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Closure of jury selection prompts order for new murder trial

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Closure of jury selection prompts order for new murder trial

  • The Supreme Court of Washington granted a new trial to a convicted killer because the trial judge refused to allow the defendant’s family and other members of the public to watch while a jury was selected.

Nov. 16, 2004 — A trial judge’s decision to bar spectators from a courtroom during jury selection violated a defendant’s constitutional right to a public trial, requiring a new trial for the convicted murderer, the Supreme Court of the State of Washington has ruled.

The lawyer for Christopher A. Orange, accused of murdering one person and shooting two others at a gas station in Pasco, Wash., in 1994, had asked the trial judge to let members of Orange’s family to sit in the courtroom while a jury was selected during his 1995 trial. The judge denied the request, saying there was only room in the courtroom for the 98 prospective jurors. He also cited an unspecified concern for “security.”

But those reasons were not compelling enough to warrant shutting out the public, the state’s high court ruled Nov. 10. Additionally, the trial judge failed to use the least restrictive means to address these concerns, did not adequately weigh the competing interest in openness, and failed to enter factual findings to support his decision — steps all mandated by a well-established legal test for closing courtrooms laid out in prior Washington cases.

“Our unanimous decisions in [those cases] prescribed and applied the constitutional requirements for closure so clearly and emphatically that approving the trial court’s actions in this case would undermine 20 years of consistency on this legal issue,” Justice Susan Owens wrote for the majority.

Six Washington newspaper groups filed a friend-of-the-court brief, urging the high court to create a “bright-line rule” that concern for overcrowding can never justify closing a courtroom, “rather than forcing the press and the public always to file briefs proposing . . . alternatives” to closure.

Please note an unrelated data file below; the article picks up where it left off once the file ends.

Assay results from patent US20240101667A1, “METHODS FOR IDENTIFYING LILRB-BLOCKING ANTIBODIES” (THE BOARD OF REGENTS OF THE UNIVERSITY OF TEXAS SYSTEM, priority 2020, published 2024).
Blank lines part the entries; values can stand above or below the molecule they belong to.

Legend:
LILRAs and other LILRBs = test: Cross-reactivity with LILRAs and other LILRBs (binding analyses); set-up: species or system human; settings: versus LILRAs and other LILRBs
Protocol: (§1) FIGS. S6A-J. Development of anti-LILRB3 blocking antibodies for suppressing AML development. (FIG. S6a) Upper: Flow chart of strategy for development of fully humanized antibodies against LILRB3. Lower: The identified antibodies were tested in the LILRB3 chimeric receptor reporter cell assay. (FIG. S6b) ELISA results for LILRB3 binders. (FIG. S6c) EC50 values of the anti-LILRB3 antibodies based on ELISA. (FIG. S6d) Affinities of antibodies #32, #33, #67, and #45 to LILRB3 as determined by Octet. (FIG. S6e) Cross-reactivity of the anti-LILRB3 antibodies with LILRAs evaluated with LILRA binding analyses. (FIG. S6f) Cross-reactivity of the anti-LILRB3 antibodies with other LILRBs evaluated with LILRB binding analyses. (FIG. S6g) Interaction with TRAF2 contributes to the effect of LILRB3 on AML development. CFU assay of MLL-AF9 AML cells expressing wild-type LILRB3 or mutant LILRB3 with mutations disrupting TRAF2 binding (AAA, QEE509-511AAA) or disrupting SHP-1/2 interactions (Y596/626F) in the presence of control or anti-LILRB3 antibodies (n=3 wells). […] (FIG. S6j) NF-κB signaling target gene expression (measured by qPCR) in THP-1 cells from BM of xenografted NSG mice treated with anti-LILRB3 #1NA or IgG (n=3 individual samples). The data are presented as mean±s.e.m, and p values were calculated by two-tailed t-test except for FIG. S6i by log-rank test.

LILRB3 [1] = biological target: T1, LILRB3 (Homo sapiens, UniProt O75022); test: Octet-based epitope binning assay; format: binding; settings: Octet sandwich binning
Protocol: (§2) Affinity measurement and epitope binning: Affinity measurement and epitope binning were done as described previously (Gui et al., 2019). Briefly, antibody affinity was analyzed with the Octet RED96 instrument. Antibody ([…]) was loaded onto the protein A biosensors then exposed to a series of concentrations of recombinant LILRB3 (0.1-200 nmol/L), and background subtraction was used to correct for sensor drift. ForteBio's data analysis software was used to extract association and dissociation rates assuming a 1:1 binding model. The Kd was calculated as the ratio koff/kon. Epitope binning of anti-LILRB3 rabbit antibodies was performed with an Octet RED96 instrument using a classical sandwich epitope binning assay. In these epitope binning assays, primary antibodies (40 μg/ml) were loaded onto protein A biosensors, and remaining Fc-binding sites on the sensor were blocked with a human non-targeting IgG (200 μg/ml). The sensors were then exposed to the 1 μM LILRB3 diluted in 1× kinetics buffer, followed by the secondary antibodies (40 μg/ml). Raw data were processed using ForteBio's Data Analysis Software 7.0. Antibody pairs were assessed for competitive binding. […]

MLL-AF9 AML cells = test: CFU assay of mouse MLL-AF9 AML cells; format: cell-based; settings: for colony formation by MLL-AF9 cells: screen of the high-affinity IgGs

The court did not draw such a line. Instead, it cited the judge’s failure to take other measures — such as setting aside seats for the press or allowing spectators to enter the courtroom as excused jurors exited — to show that the closure order was not “narrowly tailored” as required under the law.

Attorney Michele Earl-Hubbard, who represented the media organizations, told the Associated Press that the Washington Supreme Court’s decision would have a “huge impact” because closed trials are “not a rare occurrence.”

The opinion forces the retrial of a 10-year-old murder case. Although the court acknowledged that a new trial would “undoubtedly” burden the families and friends of the victims as well as the community at large, it stated “our duty under the constitution is to ensure that, absent a closure order narrowly drawn to protect a clearly identified compelling interest, a trial court may not exclude the public or press from any stage of a criminal trial.”

Franklin County prosecutor Steve Lowe accused the Supreme Court of trying to avoid being perceived as “anti-victim” by delaying its decision until after the November election of two of its justices — a charge that Owens denied, according to the Associated Press.

(In the Matter of the Personal Restraint Petition of Christopher A. Orange, Media Counsel: Michele Earl-Hubbard, Jeffrey L. Fisher, Marshall J. Nelson, Davis Wright Tremaine LLP, Seattle) KK


© 2004 The Reporters Committee for Freedom of the Press

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